Food Buzz

Because maybe you do care what I had for lunch...

Monday, July 25, 2005

Guacamole and refried beans: my comfort food

Bean burritos with guacamole, refried beans, Monterey jack cheese, and radicchio

Refried beans are my mashed potatoes. And fresh guacamole is balm for the soul. This morning Jasper woke up with a fever and just nursed and dozed all morning long. So this set the tone for the day -- slow, sluggish, sleepy. That plus the heat made me even less ambitious than usual. Even though I wasn't the one with a fever, I felt like something easy and soothing. And we keep reading Jasper's book, Hola Jalapeno, a book about Mexican food that always makes me hungry ("senorita quesadilla, cheese is melting out your end...").

So what I really wanted was my mother's plain old mashed pinto beans. But I didn't feel like making them myself and the coop had only Amy's Organic Refried Black Beans, which are made with roasted peppers and other interlopers. Also, it's vegetarian, so you know there's no lard in there. Oh well, it would have to do. I also got Monterey jack cheese, the official cheese of Americanized Mexican food, also the namesake of my grandmother's hometown in Mexico. And I used the leftover radicchio just because it was in the refrigerator growing old.

And now the guacamole. A man I once worked for, who grew up in Jersey, told me that the secret to good guacamole is "really ripe avocados!" The doofus. That's like saying the secret to hot cocoa is HEATED milk. No, really ripe avocado is a given. Here are the two secrets to good guacamole. First, it's grinding the diced onion and cilantro together in a molcajete and tejolote (or a mortar and pestle). Second, adding lime juice. So for today's guacamole I started by mashing three avocados with a fork in a bowl. Then I ground 1/4 cup diced onion with 1/4 cup cilantro (if I'd remembered to buy a jalapeno, I would have ground it as well). I added this to the mixture along with the juice of one lime and about 2t kosher salt and mashed it all together with the fork. Then I took 1/2 a tomato, diced that, and folded it in. Really, I don't even think you need the tomato. I like my guacamole well mixed rather than chunky, but that's a personal preference probably informed by my Guadalajara-born father's tastes, as he is the one who taught me how to make guacamole.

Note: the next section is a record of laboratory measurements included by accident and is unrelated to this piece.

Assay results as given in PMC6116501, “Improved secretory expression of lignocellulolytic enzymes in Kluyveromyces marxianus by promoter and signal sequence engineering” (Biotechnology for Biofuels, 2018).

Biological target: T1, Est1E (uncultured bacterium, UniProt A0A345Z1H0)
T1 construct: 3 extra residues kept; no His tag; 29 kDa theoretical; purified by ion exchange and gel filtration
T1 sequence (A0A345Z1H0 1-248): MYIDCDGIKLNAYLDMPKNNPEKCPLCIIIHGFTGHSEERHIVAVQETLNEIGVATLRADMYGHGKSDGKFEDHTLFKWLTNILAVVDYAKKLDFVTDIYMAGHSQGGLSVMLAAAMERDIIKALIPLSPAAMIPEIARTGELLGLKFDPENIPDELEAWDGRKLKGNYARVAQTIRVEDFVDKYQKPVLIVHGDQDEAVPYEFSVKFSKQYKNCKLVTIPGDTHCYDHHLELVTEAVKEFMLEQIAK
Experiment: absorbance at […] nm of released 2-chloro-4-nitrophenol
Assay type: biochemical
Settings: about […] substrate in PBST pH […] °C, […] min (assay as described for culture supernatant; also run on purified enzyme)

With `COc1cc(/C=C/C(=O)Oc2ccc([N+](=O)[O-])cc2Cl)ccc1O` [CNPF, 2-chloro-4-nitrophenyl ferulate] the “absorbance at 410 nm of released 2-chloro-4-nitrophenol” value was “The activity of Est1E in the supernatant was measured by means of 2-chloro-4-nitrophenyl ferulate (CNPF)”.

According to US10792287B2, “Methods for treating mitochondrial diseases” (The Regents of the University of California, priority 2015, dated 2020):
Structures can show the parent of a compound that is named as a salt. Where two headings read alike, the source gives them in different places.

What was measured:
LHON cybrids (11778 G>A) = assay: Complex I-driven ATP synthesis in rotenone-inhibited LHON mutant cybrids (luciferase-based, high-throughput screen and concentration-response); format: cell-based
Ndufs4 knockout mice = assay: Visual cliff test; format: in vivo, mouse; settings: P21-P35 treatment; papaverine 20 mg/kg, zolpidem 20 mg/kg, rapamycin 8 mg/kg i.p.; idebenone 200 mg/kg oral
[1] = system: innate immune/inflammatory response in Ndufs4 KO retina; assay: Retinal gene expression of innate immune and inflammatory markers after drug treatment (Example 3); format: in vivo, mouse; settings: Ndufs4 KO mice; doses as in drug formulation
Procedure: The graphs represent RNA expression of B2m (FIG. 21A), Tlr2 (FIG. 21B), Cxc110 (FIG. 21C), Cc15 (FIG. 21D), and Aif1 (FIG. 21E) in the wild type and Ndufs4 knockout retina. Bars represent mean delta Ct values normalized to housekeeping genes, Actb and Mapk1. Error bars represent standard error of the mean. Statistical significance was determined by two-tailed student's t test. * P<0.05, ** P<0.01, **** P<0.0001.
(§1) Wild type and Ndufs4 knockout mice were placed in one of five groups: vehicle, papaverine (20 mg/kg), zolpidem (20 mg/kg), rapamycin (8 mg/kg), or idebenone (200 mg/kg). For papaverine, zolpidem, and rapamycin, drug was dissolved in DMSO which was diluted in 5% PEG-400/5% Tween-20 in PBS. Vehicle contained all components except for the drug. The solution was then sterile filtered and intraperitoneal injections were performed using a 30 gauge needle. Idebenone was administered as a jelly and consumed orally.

A few more notes on guacamole. I never say "guac." When people say "guac" I picture a drunk frat boy with an oversized velvet sombrero. Have some dignity. And you pronounce the "g" -- it's not "wakamolay." My first horrifying food experience in New York was when I attended a reception at the home of one of my graduate school professors. She made guacamole by whipping avocado with lots of sour cream -- and that's it. Eccchhh!

Yesterday I was too exhausted to post. We biked over to the Red Hook swimming pool and then spent the late afternoon tooling around the waterfront, which is being renovated for, among other things, a Fresh Fields. Exciting days are in store for us. They're also putting in residential units in some of the gorgeous warehouses, but public transportation to that neck of the woods is abysmal. We did find Steve's Authentic Key Lime Pies, made from freshly-squeezed key limes. I had a tart dipped in chocolate and frozen, just the thing! By the time we got home I was almost ready to just order takeout. But I summoned my last few kilowatts to poach some broccoli. Lane grilled the chicken I'd had marinating in olive oil and rosemary. I'd also stuffed rosemary under the skin. And that was yesterday. I sure hope my little boy gets over his fever soon. Poor noodle.

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